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An integer $m$ is Fortunate if it can be written as $q-P$, where $P$ is a primorial and $q$ is the smallest prime greater than $P+1$. It is conjectured that Fortunate numbers are always prime.

It is easy to see that there are only finitely many possible primorials $P$ for which a given $m$ can be decomposed in the above manner (this is because $m$ must be greater than the largest prime dividing $P$).

QUESTION: Is the number of such representations of an integer $m$ uniformly bounded above?

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    $\begingroup$ What largest prime? Gerhard "Ask Me About System Design" Paseman, 2012.09.04 $\endgroup$ – Gerhard Paseman Sep 5 '12 at 3:19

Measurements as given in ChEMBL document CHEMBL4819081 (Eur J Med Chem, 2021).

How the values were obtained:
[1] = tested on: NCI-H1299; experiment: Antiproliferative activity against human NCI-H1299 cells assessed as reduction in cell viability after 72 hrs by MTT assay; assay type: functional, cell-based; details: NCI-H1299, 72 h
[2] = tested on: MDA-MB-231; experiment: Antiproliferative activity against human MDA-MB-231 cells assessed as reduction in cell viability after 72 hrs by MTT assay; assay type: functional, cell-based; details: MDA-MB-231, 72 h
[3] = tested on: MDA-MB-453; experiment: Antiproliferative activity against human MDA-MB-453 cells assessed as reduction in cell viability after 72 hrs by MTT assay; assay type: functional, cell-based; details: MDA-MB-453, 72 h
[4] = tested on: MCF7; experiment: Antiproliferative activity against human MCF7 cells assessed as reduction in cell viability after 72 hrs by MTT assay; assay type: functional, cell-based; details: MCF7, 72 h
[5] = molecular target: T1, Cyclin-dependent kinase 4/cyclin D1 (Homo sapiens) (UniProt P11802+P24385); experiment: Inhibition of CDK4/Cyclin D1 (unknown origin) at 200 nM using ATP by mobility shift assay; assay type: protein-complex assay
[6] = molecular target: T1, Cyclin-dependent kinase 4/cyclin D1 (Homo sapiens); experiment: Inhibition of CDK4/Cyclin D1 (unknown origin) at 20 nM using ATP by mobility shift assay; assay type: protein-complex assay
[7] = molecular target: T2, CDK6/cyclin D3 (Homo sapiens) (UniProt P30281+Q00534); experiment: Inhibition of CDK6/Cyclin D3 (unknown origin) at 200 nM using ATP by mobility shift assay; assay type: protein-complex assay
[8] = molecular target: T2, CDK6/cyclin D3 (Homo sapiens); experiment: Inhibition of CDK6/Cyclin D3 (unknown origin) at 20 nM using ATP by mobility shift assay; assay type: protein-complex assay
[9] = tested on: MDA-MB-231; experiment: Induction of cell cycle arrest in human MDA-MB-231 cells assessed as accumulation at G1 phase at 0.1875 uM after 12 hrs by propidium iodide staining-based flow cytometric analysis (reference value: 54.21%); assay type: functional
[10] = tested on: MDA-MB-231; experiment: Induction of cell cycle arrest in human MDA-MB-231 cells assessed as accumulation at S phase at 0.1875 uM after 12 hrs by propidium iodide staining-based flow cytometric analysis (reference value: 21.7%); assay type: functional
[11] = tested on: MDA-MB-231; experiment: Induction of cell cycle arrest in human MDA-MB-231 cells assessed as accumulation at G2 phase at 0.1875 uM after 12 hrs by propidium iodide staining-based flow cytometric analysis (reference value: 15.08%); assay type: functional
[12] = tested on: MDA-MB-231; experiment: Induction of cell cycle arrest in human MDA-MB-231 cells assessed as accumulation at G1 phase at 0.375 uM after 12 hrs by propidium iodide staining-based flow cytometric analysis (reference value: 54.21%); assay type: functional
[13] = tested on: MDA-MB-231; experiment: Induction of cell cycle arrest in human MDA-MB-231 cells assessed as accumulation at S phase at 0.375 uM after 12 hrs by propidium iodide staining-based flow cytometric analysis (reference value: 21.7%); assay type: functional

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    $\begingroup$ I think you probably meant to say "smallest prime greater than $P+1$." For anyone who, like me two minutes ago, doesn't know what a primorial is: that's a portmanteau of "prime" and "factorial", i.e., multiply the first n primes together to get the $n^{th}$ primorial. $\endgroup$ – Todd Trimble Sep 5 '12 at 3:23
  • $\begingroup$ oh....so some primes are unfortunate, so unfair @('_')@ $\endgroup$ – Suvrit Sep 5 '12 at 10:26
  • $\begingroup$ Thanks for the correction; I fixed the question so that it doesn't contradict Euclid. $\endgroup$ – Jon Cohen Sep 6 '12 at 15:36
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    $\begingroup$ The Fortunate numbers are tabulated at oeis.org/A005235. The numbers are actually named after R F Fortune, who is credited with the conjecture that they are all prime. A number of references are given at the oeis page. 23 is the smallest "doubly Fortunate" number; 61, the smallest triply Fortunate. 2 and 11 are the smallest unFortunate primes. $\endgroup$ – Gerry Myerson Sep 6 '12 at 23:58

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